FWIW I have never known anybody who shot 35mm say they wish thes had shot compressed video instead.

Stephen


And I've never known anyone who loves hauling around a RAID array the size of a small family car.

It's all in the trade offs.

- Gavin
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#13 Stephen Williams

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Posted 02 November 2006 - 04:25 PM

And I've never known anyone who loves hauling around a RAID array the size of a small family car.

It's all in the trade offs.

- Gavin


Hi Gavin,

Well if you use hard drives from a Quantel Harry I see your point. AFAIK a raid of 28 hard drives should work, its not as big as a small family car!

So if one really wants quality and easy handling then 35mm still would seem to win!

Stephen
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#14 Gavin Greenwalt

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Posted 02 November 2006 - 04:29 PM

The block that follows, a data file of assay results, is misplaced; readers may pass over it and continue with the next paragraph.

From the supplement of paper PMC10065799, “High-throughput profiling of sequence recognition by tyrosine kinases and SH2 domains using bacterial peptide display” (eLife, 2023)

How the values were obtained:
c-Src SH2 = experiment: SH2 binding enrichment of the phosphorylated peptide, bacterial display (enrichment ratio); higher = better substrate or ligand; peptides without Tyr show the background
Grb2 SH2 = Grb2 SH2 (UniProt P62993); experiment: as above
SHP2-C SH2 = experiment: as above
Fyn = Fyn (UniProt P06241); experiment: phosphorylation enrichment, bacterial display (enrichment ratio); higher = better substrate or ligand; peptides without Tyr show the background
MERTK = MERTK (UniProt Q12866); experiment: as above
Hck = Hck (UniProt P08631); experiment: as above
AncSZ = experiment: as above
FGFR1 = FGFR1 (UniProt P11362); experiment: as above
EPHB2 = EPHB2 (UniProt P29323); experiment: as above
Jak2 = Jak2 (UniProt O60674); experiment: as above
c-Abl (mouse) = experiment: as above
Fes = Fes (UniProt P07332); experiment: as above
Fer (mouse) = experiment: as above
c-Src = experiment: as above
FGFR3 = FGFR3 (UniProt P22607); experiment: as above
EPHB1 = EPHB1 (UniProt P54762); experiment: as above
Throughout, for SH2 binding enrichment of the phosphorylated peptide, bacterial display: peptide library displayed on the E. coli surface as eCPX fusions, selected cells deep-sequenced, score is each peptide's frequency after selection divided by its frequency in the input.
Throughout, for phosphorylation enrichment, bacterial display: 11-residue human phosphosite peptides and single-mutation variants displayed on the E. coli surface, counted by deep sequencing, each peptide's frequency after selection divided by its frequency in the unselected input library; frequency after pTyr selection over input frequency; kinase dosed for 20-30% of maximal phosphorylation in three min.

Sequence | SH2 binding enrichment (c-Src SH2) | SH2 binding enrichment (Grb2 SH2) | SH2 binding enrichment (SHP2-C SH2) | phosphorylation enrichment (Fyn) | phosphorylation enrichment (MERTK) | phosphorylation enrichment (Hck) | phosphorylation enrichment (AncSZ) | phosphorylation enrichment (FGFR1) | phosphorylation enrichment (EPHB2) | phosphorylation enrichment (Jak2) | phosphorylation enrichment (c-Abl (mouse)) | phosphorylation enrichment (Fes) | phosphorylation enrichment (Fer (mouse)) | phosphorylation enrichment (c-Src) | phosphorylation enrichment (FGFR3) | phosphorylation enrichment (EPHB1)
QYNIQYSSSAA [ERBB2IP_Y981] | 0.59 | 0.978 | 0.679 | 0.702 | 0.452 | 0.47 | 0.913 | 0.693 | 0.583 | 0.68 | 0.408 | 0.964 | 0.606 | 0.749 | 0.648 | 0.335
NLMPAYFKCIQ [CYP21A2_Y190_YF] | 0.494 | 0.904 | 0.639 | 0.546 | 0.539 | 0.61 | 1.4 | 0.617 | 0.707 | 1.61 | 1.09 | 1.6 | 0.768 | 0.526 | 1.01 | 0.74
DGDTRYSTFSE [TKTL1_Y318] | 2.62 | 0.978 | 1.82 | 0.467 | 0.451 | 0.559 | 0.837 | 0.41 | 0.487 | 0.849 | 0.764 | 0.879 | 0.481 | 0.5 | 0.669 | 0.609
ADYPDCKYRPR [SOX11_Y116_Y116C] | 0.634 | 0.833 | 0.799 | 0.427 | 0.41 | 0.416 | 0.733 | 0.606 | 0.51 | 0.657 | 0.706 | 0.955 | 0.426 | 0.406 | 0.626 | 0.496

Hi Gavin,

Well if you use hard drives from a Quantel Harry I see your point. AFAIK a raid of 28 hard drives should work, its not as big as a small family car!

So if one really wants quality and easy handling then 35mm still would seem to win!

Stephen


I exagerate a little. ;)

If you plan on doing a film out, it's cheaper to shoot 35 as well! Then again... if you're going to be underwater for an hour and a half or in an airplane, or on a 10 year space mission to find new life and new civilizations, I would prefer a digital workflow again. Sometimes compressed is "good enough." I can't say I've ever been in one of those shooting situations. In fact I don't think I've ever been in a situation where a tether would be a problem either.

- Gavin

Edited by Gavin Greenwalt, 02 November 2006 - 04:33 PM.

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#15 jan von krogh

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Posted 02 November 2006 - 05:27 PM

I exagerate a little. ;)
Then again... if you're going to be underwater for an hour and a half or in an airplane, or on a 10 year space mission to find new life and new civilizations, I would prefer a digital workflow again.

Lol, James Cameron (who went digital for "aliens of deep") shot that movie: ABYSS. the hero dives in a gliding submarine to the bottom of the sea to discover new life and civilisations :)